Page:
WASHINGTON (CN) - President Barack Obama vetoed a defense-spending authorization bill that the administration says circumvents spending caps.
The Senate originally passed the bill in June, but made changes that required the bill to go to conference. The Senate sent the bill to the president on Oct. 7.
Democrats in the Senate criticized the bill for skirting the Budget Control Act by sending money into the uncapped Overseas Contingency Operations "slush fund." The White House echoed these concerns leading up to the Senate's passage of the bill.
"Specifically, the bill's use of $38 billion in Overseas Contingency Operations funding - which was meant to fund wars and is not subject to budget caps - does not provide the stable, multi-year budget upon which sound defense planning depends," Obama wrote in the veto message accompanying the bill to the House of Representatives.
Sen. John McCain, R-Ariz., was a vocal supporter of the bill during the fight over its passage. When Obama's veto of the legislation was still just a threat, McCain, who heads the Senate Committee on Armed Services, called the move "shameful and "nonsensical."
Senate Majority Leader Mitch McConnell, R-Ky., echoed that sentiment on the Senate floor Thursday.
"This is the worst possible time for an American President to veto their national defense bill, and especially to do so for arbitrary partisan reasons," McConnell said. "Republicans and Democrats here in Congress who worked so hard to pass this important legislation - legislation that authorizes the exact amount the Commander-in-Chief requested - must now work together again, this time to override the President's partisan veto."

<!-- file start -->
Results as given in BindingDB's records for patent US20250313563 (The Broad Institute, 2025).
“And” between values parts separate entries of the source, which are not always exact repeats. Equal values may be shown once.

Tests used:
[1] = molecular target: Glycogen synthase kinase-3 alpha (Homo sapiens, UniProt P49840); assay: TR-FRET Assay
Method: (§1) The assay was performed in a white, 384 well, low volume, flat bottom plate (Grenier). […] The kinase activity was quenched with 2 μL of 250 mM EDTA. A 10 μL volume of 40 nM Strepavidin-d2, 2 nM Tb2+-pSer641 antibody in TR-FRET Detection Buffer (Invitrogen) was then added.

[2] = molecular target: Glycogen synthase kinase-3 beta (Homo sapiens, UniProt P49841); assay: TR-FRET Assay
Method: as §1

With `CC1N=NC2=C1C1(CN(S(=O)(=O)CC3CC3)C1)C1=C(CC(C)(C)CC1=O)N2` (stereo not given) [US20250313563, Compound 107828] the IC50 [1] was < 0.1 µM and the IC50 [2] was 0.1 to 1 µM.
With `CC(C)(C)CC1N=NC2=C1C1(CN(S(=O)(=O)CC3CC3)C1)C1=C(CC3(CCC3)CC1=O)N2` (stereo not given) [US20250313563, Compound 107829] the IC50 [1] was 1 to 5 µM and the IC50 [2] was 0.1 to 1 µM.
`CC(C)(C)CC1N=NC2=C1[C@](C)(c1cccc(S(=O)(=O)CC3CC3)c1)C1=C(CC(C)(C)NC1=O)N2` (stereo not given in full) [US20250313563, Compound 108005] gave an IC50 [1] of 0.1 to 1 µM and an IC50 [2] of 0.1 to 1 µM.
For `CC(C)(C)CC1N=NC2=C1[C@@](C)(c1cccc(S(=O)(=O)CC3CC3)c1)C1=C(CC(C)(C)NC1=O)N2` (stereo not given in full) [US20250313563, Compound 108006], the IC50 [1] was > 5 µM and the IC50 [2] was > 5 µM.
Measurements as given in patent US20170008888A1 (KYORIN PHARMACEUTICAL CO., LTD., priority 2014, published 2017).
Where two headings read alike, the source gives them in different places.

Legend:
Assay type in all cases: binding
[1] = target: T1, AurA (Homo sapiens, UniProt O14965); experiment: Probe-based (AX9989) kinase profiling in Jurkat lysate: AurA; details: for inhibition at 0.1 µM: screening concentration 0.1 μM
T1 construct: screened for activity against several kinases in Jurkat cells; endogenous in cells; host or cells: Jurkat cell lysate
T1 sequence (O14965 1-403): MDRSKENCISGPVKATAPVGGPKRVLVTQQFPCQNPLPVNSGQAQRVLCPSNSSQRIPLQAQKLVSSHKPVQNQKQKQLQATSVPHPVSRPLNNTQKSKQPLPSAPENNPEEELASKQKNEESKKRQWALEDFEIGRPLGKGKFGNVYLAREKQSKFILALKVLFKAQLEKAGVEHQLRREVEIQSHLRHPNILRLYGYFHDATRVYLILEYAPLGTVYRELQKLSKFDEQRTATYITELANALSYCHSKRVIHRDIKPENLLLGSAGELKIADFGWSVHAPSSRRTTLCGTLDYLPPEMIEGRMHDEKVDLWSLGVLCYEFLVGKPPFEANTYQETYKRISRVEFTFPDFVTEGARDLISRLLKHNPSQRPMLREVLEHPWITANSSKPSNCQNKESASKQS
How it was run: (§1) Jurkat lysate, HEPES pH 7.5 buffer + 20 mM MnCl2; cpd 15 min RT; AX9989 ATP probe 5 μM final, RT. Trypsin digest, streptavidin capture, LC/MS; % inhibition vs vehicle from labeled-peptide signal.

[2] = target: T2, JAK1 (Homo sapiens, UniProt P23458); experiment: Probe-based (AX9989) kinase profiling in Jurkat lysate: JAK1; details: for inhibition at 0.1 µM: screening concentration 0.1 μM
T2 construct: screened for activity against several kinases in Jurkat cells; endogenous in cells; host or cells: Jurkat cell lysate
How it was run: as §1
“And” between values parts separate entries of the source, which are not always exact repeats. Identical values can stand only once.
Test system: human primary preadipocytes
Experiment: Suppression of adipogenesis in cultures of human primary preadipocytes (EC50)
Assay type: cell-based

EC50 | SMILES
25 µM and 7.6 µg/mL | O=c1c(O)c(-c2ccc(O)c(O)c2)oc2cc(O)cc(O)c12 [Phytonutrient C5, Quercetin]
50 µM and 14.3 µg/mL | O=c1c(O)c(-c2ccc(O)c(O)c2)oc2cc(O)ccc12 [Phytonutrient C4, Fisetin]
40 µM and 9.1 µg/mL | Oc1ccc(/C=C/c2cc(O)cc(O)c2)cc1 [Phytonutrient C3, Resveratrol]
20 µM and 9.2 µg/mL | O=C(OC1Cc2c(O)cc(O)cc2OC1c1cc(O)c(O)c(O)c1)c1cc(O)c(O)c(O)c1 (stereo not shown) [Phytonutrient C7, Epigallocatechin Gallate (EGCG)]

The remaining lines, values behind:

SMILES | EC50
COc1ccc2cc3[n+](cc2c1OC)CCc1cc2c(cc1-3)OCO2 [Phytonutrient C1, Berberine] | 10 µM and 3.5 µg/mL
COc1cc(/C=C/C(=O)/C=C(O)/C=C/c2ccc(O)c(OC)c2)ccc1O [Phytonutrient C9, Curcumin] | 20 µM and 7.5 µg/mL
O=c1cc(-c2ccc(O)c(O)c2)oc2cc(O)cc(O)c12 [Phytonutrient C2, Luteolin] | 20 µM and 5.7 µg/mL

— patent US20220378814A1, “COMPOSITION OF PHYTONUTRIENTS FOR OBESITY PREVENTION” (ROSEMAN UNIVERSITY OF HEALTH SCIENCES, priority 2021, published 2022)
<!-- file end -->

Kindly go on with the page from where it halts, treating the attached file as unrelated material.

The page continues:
Congress could override the veto with a two-thirds majority vote in both houses, but it would be a tough task. Congress has managed to override just more than 6 percent of presidential vetoes since World War II, according to data on the U.S. Senate website.
To override the veto, House Republicans would need to scrounge up 20 votes, requiring them to convince at least seven Democrats who originally voted against the conference report or abstained to support the veto override. Senate Democrats could block the veto by getting just four of the 21 Democrats who voted against the bill the first time around to come back on board.
The veto is Obama's fifth of his term and the third this year. He also vetoed the National Labor Relations Board Union Election Rule and the Keystone XL Pipeline Approval Act earlier this year, according to the U.S. Senate website.
Vetoes have been a less-commonly used tool for presidents in recent years, with the rise of divided government and the effectiveness of even the threat of a veto making it less necessary, Brandon Rottinghaus, associate professor at the University of Houston Department of Political Science said in an interview.
"The last thing Congress wants to do is work on legislation for several months only to have it decimated by the president," Rottinghaus said.
Presidential vetoes of defense-spending or authorization bills specifically are somewhat rare, because presidents typically get what they want with this type of legislation, Rottinghaus said.
President George W. Bush vetoed a defense-appropriations bill in 2007 in protest of a provision in the law that mandated a drawdown in forces in Iraq.
It isn't a coincidence both vetoes occurred late in the second term of a presidency and involved issues that defined both men's time in office - the war in Iraq for Bush and the fight over the budget for Obama, Rottinghaus said.